'Homicide' Finding Leads Maloney To Seek Review Of Other 9/11 Deaths
Seizing upon the city Medical Examiner's finding that a Staten Island women's death was a homicide because she had been engulfed in the Ground Zero plume on 9/11, Congressmember Carolyn Maloney called on the ME to reopen cases of other people who died of exposure to the 9/11 dust storm.
Maloney, who has been conducting a sixyear fight with federal and city authorities to aid WTC volunteer clean-up workers who became ill, also called for the reopening of the federal Victims' Compensation Fund. The fund has assisted the rescue workers poisoned by the Ground Zero air in getting their health problems funded.
Maloney said in commenting on the ME's homicide ruling, "We're asking the city to give the families of the fallen 9/11 responders the closure they need and the recognition that they deserve."
The Queens/Bronx lawmaker said she and Congressmember Vito Fossella (R- Staten Island) and other officials plan to meet with ME Dr. Charles Hirsch about changing his jurisdiction, which includes only the people living in the five boroughs who died as a result of exposure to the 9/11 aftermath.
Meanwhile, the Bloomberg administration was charged with being guilty of a "consistent failure of leadership" in the handling of Ground Zero issues in the aftermath of the ME's finding. Congressmember Jerrold Nadler (D) of Lower Manhattan made the charge as he called on the ME to reconsider many other dust-related deaths.
SMITH BACKS MAYOR'S 'CONGESTION' PLAN: Although 61 percent of Queens residents opposed Mayor Bloomberg's congestion pricing plan in a recent Quinnipiac poll, state Senate Minority Leader Malcolm Smith revealed to the Daily News editorial board last week that he favors the plan.
Queens Borough President Helen Marshall, the Queens Chamber of Commerce and motorists in the borough oppose the plan because they feel borough motorists will be hurt by the $8 toll that will be charged to any car entering Manhattan below 86th Street.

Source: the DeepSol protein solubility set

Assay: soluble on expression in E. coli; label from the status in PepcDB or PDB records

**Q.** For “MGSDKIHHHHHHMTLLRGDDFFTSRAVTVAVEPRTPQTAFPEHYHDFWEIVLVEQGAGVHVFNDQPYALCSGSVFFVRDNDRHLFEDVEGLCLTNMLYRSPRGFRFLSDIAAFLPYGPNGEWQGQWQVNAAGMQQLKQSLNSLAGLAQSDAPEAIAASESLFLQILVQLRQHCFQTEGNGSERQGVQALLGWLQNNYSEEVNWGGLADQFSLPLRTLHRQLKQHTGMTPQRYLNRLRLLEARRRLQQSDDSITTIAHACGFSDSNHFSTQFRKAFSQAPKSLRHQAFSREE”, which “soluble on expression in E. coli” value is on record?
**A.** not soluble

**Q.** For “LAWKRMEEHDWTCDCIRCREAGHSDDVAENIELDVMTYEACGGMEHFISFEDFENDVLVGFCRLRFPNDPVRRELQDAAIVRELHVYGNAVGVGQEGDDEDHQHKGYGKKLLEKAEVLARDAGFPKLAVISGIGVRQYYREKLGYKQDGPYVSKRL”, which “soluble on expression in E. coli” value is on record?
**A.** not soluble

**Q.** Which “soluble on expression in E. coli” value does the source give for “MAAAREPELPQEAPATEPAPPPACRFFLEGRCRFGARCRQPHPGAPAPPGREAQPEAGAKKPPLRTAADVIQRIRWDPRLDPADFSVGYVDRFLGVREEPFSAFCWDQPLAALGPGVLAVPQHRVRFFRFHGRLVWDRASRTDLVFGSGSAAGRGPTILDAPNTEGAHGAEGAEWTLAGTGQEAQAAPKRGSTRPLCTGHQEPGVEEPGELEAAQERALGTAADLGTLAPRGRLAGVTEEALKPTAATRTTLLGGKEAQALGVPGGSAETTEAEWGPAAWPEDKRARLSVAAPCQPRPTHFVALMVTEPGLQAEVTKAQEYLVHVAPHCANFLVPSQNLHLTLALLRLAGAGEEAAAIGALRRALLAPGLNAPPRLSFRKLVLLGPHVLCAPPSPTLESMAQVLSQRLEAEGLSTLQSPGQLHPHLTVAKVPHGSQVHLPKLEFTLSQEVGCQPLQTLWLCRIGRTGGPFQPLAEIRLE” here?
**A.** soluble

Smith (D- Jamaica), who ran a construction business before becoming a state legislator, said he supported the plan because the heavy traffic congestion in Manhattan imposes
huge costs on the city's economy.
With so much opposition to the
mayor's plan from Queens and
other boroughs, Smith could
run into a lot of trouble
over his unpopular
stand. But it could help
Bloomberg in winning the
Albany support he needs to get
the controversial plan approved by the state legislature.
CROWLEY VOTES 'NO' ON BUSH IRAQ PROPOSAL: Congressmember Joseph Crowley (D- Queens/The Bronx) voted against President Bush's proposal for the continued funding of the Iraq war. "The American people want to bring their sons and daughters home... and I want them to return too," he declared.
Crowley voted "no" on the part of a resolution dealing with Iraq war funding, but "yes" on handling domestic responsibilities, such as Gulf Coast recovery, increasing the minimum wage and children's and veterans' health care.
On the Iraq war vote, Crowley explained: "In the four years since this war began, I have consistently voted to provide the equipment and body armor our service members need to remain safe and protected. But the time has come for us to provide our troops with more than equipment. It is time for the president to provide them with a plan for their safe return. Today's legislation fails to accomplish this, and that is why I opposed its passage."
Although the president used his veto power to get the money needed to continue the war without a deadline (which the Democrats wanted), there were reports over the Memorial Day weekend that the Bush Administration is involved in an internal debate over concepts for reducing the number of American troops in Iraq by as much as half next year.
The report said this was the first indication that growing political pressure is forcing the change in the White House position.
Following this report, a conservative U.S. Senator, Jeff Sessions (R- Alabama) said the president would start to pull troops out of Iraq if the U.S. position there doesn't change soon. Sessions stated his prediction on the "Face the Nation" weekly news show on Sunday.
WATER TAX FIGHT GOES ON: City Councilmembers James Gennaro (D- Fresh Meadows) and David Weprin (D- Hollis) met with Mark Page, director of the city Office of Management and Budget (OMB) last Friday to continue their campaign to reduce the recent "outrageous" 11.5 percent water rate increase facing homeowners.
They told Page the city should kill "an obsolete, secret water tax" which is imposed on water and sewer ratepayers and which amounted to $135 million collected by the Water Board this fiscal year. Of this amount, about $75 million will go into the city's general fund.
But under the Gennaro- Weprin proposal, the OMB should return the $75 million to the Water Board, which should then "slash the 11.5 percent rate hike".
As far as we know, there has been no answer from Page to the Gennaro- Weprin proposal.